She walked towards her bedside locker where The Imitation of Christ lay open, a memorial card of her dead cousin acting as book marker, and knelt down beside her single bed with its iron foot and headboard. She saw her pale face in the dressing table mirror partly obscured by the poster of Maria Goretti, the girl who said no.

I beseech thee to have definite pity

Perhaps she had been too proud. Religious pride they said was the worst sort. Her eyes fell on the ornate iron coat railing that bore not coats but sterling silver chains bearing various miraculous medals and two sets of rosary beads, one in Swarovski crystals,  bought on a visit to the Vatican, the other in filigree silver.

On this your loyal subject.

The phone rang in the hallway.
And when she returned she flung the beaded crystals that splintered as they shattered on the bare wooden floor.

297 words

Copyright  with Cathy Leonard 2019

Friday 15 March 2019

Outlet for flash fiction

Here's an outlet for flash fiction. Nice lively website with monthly competitions.
They send you a monthly prompt which should get you writing.

Thursday 14 March 2019


The exercise here is to write a flash  fiction by describing how a person organises their home...


The print of Notre Dame bought at a Bouquiniste in ‘71 hangs at a tilt over the fridge. She doesn’t mind living with things askew. Though the others do. Yesterday’s mugs inhabit a colony on the kitchen counter, tea stains reaching back a month or two or until the last time she took the bleach to them. She wonders if her stomach might look like that. They tell her the Indian Rubber plant is wilting. She makes a note of its state of decay and wonders if it’s too late for horticultural intervention. Bins overflow, somewhat sorted into colour categories, though at time of transfer to giant Panda teeth they’ll complain. Her mind used to be two steps ahead of her feet but it’s the reverse now. She’s putting keys in the fridge, that sort of thing. They say it’s not fatal so long as you know what keys are for. They open doors and memories, she knows. But when she holds two objects in her hand simultaneously there’s a split second when her mind hovers irresolute. There’s too much memorabilia on display on the kitchen dresser: trinkets dating back to the sixties; snow igloos of the Sacré Coeur, miniature Eiffel Towers, barrel organs minus the monkeys. Wicker baskets redolent of some Arcadian idyll, not even hers, overflow with plastic bags, paper bags, and cardboard boxes. On the bookshelf there are vintage video cassettes alongside Elizabeth David’s French Provincial Cooking and Andre Gide’s La Porte Étroite that he gave her when he left for the priesthood. The VCR doesn’t work anymore. She should bin the cassettes and sort out her memories into compostable, recyclable and waste, if only she could decide what’s what. Otherwise she’ll have to leave it up to them. To their discernment.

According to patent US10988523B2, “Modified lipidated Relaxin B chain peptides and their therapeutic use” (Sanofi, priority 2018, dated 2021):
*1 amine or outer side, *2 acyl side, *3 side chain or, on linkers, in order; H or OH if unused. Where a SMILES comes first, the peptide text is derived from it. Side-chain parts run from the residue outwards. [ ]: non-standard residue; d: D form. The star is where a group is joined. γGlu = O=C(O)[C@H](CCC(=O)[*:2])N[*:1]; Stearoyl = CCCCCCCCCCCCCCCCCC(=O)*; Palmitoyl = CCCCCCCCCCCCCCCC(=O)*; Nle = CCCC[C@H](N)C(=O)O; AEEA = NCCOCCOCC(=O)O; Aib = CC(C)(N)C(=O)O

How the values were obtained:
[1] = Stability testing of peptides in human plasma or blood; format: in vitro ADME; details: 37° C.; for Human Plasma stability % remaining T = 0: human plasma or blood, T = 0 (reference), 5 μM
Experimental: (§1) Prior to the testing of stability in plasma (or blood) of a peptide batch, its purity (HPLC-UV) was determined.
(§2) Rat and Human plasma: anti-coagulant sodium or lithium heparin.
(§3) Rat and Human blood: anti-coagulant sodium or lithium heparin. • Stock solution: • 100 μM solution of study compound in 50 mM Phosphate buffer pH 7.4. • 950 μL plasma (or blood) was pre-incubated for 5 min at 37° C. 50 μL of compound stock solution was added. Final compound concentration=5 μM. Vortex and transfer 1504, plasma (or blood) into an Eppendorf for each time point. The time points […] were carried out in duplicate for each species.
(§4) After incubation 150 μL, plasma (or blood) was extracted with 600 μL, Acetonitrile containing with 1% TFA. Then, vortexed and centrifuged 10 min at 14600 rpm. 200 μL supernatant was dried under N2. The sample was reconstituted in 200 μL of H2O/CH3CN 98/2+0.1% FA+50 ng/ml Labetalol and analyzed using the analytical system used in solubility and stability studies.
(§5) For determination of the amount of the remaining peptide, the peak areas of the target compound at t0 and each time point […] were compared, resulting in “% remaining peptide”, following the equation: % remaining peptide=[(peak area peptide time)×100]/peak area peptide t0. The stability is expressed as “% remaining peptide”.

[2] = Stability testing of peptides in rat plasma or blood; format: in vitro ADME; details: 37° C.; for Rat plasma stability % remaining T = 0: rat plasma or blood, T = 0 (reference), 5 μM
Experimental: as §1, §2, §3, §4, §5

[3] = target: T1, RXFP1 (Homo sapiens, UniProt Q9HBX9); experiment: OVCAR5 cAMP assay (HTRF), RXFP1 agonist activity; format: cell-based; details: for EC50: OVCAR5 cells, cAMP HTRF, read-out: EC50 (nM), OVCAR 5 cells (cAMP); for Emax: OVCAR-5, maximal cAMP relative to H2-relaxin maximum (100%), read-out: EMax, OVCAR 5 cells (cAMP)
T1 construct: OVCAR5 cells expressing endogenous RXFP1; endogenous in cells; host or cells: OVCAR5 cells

Copyright with Cathy Leonard  2019

Wednesday 13 March 2019

Setting the Scene